Bhutartta, Bhūtārtta: 3 definitions
Bhutartta means something in Hinduism, Sanskrit, Marathi. If you want to know the exact meaning, history, etymology or English translation of this term then check out the descriptions on this page. Add your comment or reference to a book if you want to contribute to this summary article.
Languages of India and abroad
Marathi-English dictionarySource: DDSA: The Molesworth Marathi and English Dictionary
bhūtārtta (भूतार्त्त).—a (S) Afflicted by an evil spirit.
Marathi is an Indo-European language having over 70 million native speakers people in (predominantly) Maharashtra India. Marathi, like many other Indo-Aryan languages, evolved from early forms of Prakrit, which itself is a subset of Sanskrit, one of the most ancient languages of the world.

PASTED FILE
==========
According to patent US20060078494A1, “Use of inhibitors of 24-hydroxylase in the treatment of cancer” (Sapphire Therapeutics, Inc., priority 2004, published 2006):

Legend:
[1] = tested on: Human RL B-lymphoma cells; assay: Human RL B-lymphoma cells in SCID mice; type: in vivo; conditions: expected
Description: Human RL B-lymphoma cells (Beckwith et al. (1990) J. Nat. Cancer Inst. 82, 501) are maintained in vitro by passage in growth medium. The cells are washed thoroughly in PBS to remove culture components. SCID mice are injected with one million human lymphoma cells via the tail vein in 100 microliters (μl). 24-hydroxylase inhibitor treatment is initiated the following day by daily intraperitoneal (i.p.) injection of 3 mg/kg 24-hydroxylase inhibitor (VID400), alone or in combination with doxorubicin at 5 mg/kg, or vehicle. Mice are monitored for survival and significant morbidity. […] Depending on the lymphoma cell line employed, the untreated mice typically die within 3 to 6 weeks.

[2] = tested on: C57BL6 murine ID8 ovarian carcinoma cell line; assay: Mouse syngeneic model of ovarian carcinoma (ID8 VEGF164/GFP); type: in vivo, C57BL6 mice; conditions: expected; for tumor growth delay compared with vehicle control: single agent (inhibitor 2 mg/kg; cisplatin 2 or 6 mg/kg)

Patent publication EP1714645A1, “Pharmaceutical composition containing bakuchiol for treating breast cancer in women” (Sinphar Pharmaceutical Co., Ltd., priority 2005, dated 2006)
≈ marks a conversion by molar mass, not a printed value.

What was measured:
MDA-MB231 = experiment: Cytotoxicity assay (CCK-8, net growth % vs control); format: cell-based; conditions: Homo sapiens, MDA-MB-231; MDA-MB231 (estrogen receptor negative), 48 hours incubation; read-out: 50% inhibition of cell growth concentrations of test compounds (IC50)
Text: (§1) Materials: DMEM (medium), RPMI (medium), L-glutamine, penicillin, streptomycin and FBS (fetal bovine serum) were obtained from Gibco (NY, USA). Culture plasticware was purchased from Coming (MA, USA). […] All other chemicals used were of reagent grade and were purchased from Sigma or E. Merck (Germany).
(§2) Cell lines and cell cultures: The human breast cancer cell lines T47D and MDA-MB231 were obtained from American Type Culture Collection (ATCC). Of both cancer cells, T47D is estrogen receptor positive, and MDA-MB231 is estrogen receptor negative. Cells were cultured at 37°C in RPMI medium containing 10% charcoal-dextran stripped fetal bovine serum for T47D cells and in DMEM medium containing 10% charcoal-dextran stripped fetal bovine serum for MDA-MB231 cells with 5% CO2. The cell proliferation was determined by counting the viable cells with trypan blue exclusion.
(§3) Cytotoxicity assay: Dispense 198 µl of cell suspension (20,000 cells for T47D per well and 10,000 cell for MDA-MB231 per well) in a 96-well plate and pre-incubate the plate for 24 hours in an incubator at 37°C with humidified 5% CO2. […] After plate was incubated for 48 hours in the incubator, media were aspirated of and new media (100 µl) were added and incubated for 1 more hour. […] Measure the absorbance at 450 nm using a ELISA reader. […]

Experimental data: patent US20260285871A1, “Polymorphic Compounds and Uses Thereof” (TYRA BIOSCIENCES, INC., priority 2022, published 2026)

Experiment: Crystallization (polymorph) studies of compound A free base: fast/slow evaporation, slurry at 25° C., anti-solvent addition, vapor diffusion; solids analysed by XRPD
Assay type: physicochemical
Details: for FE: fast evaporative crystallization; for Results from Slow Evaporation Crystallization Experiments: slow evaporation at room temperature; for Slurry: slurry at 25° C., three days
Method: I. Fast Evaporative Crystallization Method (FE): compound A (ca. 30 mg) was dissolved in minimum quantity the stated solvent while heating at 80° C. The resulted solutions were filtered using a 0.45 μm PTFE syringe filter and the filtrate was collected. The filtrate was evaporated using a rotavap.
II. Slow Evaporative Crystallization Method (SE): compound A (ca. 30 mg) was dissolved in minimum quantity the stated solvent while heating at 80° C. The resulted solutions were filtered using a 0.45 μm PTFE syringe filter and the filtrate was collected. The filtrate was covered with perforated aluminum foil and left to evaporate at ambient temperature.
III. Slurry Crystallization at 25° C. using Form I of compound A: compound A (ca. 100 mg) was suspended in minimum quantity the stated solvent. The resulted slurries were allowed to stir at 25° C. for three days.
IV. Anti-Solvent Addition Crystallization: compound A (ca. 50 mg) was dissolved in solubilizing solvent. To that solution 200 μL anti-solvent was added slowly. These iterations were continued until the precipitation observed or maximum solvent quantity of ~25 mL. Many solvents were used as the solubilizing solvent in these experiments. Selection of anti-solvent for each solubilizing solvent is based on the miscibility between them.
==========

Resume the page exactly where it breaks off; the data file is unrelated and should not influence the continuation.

Sanskrit dictionarySource: Cologne Digital Sanskrit Dictionaries: Shabda-Sagara Sanskrit-English Dictionary
(-rttaḥ-ttā-rttaṃ) Possessed by an evil spirit. E. bhūta a spirit, ārtta pained.Source: Cologne Digital Sanskrit Dictionaries: Yates Sanskrit-English Dictionary
Bhūtārtta (भूतार्त्त):—[bhūtā+rtta] (rttaḥ-rttā-rttaṃ) a. Possessed or distracted by an evil spirit.
Sanskrit, also spelled संस्कृतम् (saṃskṛtam), is an ancient language of India commonly seen as the grandmother of the Indo-European language family (even English!). Closely allied with Prakrit and Pali, Sanskrit is more exhaustive in both grammar and terms and has the most extensive collection of literature in the world, greatly surpassing its sister-languages Greek and Latin.
See also (Relevant definitions)
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